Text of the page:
- مبلغ: ۸۶,۰۰۰ تومان
- مبلغ: ۹۱,۰۰۰ تومان
Learned song is among the best-studied models of animal communication. In oscine songbirds, where learned song is most prevalent, it is used primarily for intrasexual selection and mate attraction. Learning of a different class of vocal signals, known as contact calls, is found in a diverse array of species, where they are used to mediate social interactions among individuals. We argue that call learning provides a taxonomically rich system for studying testable hypotheses for the evolutionary origins of vocal learning. We describe and critically evaluate four nonmutually exclusive hypotheses for the origin and current function of vocal learning of calls, which propose that call learning (1) improves auditory detection and recognition, (2) signals local knowledge, (3) signals group membership, or (4) allows for the encoding of more complex social information. We propose approaches to testing these four hypotheses but emphasize that all of them share the idea that social living, not sexual selection, is a central driver of vocal learning. Finally, we identify future areas for research on call learning that could provide new perspectives on the origins and mechanisms of vocal learning in both animals and humans.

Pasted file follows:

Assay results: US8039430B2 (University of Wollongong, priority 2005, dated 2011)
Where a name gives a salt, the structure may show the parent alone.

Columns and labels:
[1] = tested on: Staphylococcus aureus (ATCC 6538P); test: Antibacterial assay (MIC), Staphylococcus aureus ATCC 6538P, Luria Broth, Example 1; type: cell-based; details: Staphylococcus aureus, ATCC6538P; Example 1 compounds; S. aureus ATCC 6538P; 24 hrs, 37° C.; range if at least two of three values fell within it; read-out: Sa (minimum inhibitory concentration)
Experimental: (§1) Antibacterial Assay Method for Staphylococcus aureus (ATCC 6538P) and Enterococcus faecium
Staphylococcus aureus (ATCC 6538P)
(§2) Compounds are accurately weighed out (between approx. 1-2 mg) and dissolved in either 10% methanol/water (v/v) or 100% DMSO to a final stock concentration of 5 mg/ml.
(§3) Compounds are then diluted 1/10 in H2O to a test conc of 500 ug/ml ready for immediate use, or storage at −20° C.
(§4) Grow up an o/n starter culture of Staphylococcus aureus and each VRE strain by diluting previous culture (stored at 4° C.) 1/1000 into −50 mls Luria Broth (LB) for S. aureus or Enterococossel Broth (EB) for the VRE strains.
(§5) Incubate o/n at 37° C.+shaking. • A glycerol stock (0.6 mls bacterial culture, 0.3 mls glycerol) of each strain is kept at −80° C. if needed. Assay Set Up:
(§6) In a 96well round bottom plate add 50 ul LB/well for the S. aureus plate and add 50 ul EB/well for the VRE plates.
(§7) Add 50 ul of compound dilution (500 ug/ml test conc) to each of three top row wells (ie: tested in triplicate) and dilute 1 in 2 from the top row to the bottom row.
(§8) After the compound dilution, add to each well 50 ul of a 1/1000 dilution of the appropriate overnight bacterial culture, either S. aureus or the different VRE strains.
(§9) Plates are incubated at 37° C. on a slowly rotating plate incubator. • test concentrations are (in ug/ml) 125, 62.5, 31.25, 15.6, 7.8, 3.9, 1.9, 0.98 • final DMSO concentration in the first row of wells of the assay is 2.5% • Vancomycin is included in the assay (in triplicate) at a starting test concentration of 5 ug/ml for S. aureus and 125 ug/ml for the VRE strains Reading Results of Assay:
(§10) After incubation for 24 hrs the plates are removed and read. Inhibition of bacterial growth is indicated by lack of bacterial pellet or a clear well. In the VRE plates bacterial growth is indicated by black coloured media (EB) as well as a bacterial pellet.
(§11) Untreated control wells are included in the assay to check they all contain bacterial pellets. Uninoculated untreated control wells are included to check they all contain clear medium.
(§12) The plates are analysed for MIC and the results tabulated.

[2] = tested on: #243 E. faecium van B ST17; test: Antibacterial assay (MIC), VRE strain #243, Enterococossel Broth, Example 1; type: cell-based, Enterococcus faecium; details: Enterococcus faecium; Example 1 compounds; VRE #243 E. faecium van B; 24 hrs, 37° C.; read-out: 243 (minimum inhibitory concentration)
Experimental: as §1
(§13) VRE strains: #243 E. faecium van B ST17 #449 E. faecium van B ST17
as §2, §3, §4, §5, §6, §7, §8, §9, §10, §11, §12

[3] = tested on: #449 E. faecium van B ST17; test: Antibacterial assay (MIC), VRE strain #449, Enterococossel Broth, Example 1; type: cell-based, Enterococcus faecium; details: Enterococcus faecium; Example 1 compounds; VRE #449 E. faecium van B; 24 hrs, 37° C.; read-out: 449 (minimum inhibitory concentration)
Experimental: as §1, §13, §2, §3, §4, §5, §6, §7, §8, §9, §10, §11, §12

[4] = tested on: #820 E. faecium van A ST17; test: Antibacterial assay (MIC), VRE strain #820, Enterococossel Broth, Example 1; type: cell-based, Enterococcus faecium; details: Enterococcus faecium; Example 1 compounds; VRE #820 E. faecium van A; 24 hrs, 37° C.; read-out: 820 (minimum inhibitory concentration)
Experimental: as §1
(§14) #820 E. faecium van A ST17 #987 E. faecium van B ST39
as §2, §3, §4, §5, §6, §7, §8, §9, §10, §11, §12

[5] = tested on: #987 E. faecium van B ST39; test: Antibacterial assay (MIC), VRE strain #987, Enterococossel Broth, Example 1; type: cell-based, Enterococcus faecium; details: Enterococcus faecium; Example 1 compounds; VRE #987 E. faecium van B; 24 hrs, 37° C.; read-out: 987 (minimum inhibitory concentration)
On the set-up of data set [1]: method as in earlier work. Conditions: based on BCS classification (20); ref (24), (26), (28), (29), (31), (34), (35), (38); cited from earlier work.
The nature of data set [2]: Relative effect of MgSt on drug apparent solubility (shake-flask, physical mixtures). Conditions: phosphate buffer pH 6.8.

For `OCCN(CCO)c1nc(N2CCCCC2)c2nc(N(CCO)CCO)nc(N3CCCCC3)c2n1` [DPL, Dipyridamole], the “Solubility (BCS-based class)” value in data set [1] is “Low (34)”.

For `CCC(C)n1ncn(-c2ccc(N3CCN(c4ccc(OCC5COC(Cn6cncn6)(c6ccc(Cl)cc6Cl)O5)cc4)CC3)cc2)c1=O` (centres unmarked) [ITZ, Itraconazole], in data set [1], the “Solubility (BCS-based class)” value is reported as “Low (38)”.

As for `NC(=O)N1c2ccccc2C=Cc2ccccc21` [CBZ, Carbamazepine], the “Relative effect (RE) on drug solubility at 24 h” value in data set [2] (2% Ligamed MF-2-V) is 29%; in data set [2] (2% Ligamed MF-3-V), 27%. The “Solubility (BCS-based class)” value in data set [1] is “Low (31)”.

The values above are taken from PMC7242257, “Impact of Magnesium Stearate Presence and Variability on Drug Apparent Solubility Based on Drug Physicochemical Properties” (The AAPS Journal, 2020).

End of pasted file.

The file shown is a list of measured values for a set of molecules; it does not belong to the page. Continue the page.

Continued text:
Consideration of the past and current selection pressures driving vocal learning informs our understanding of the social factors important for the development of species-typical communication and the qualities of learned vocalizations that are important for effective communication. Call learning is particularly widespread in animals, is associated with social complexity, and occurs in individuals of all ages and sexes. For these reasons we suggest that a focus on the function and mechanisms of call learning across the broad range of taxa may provide important insights into the evolution of vocal learning, and even of human language. Future studies investigating the origins of vocal learning should focus on testing alternatives to sexual selection through comparative approaches, modelling and focused experiments that assess the costs and benefits of learned calls in dynamic social systems.